Words can scarcely describe the shame we feel knowing 39 Afghan non-combatant citizens were killed and brutalised by special forces of the Australian Defence Force.
The shocking reality is that none of the murders took place in the ‘heat of battle’ meaning they should constitute war crimes.
Junior soldiers were instructed to execute prisoners in cold blood. Bodies were bagged and thrown in the river. So far 25 soldiers have been identified as perpetrators and some are still serving in the ADF.
The Brereton Report found there was a failure of oversight, that commanders were viewed by subordinates as ‘demigods’, there was a ‘warrior culture’ and a culture of secrecy and cover-up. Complaints about the conduct of special forces by Afghan nationals and human rights groups were ignored or dismissed.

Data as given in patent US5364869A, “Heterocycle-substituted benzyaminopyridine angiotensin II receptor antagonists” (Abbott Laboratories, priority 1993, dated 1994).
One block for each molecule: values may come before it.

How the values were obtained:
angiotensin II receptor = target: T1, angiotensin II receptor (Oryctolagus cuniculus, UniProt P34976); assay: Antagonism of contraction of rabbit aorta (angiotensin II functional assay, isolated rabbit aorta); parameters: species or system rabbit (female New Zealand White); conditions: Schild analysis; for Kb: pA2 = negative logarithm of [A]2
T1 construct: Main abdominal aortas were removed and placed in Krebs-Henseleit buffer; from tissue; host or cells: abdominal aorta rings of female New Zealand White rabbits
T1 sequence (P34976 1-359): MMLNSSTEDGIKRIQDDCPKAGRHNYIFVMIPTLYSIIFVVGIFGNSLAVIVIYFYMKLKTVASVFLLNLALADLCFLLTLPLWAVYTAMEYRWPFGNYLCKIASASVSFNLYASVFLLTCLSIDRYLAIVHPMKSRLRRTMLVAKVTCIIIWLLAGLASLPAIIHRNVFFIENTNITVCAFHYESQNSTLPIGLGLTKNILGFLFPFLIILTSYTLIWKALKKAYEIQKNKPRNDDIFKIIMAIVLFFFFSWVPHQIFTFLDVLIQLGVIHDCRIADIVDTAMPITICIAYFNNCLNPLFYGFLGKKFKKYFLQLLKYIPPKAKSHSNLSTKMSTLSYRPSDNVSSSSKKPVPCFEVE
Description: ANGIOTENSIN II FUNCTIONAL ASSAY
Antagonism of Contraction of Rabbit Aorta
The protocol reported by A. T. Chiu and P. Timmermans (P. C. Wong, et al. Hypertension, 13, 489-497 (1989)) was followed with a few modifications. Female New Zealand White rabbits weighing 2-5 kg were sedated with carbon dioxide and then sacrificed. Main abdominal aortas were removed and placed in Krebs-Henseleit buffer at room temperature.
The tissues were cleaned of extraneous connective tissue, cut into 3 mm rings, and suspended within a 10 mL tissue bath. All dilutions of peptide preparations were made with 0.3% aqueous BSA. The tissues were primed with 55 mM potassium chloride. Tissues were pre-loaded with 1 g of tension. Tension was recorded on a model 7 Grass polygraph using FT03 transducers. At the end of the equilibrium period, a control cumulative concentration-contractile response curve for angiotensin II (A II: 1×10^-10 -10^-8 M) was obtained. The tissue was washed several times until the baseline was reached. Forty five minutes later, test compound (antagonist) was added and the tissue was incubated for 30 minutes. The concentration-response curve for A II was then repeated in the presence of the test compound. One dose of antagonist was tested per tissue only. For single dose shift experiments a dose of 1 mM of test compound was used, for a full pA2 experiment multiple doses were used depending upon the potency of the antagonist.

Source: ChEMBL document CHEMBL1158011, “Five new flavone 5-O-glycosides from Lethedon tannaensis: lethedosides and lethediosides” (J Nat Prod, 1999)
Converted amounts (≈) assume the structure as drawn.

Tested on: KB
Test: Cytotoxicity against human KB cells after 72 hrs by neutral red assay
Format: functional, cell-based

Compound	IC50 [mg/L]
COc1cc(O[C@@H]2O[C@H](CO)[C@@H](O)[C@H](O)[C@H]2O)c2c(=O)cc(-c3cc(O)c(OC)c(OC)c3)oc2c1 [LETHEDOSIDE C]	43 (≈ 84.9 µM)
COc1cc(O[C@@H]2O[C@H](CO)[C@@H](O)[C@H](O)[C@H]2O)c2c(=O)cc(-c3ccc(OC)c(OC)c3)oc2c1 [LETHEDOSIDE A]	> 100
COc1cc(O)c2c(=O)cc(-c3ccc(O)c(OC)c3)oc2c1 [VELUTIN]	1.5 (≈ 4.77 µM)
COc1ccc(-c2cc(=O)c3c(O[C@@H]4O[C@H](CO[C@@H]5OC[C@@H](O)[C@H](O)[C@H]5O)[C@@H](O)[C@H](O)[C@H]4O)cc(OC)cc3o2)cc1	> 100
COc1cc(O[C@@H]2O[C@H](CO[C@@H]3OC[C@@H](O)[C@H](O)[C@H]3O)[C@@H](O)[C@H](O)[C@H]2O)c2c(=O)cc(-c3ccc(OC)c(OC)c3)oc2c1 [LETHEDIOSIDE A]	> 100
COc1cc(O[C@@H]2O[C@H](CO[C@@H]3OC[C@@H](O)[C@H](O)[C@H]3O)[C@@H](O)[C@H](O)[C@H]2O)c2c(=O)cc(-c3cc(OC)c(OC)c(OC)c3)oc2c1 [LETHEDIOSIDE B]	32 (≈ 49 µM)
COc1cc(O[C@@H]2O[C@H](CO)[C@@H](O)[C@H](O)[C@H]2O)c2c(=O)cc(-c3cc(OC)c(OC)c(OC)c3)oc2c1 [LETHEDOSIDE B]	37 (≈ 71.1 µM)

We saw reports of some of these atrocities four years ago and been warned to expect the worst in the report but this devastating.
The repercussions are immense, in our relations with Afghanistan and the Muslim world, and the effect on the good women and men in the ADF.
It is an understatement to say that this behaviour undermines the good work of the ADF in helping that country counteract terrorism, bring stability and an end to Afghanistan’s decades of conflict. Our SAS have behaved like terrorists, a law unto themselves.
Apologies have been made to Dr. Mohammad Ashraf Ghani, President of Afghanistan but much, much more needs to be done.
The Minister and the ADF must take responsibility. Criminal prosecutions recommended by the report for 19 individuals and 23 incidents, compensation to the victims and a massive overhaul in the chain of command in the ADF will be required so this is never again repeated. Serious consideration should be given to disbanding this separate, elite band of soldiers.
We must be a country that respects the Geneva Convention and the rule of law and no one is above those laws.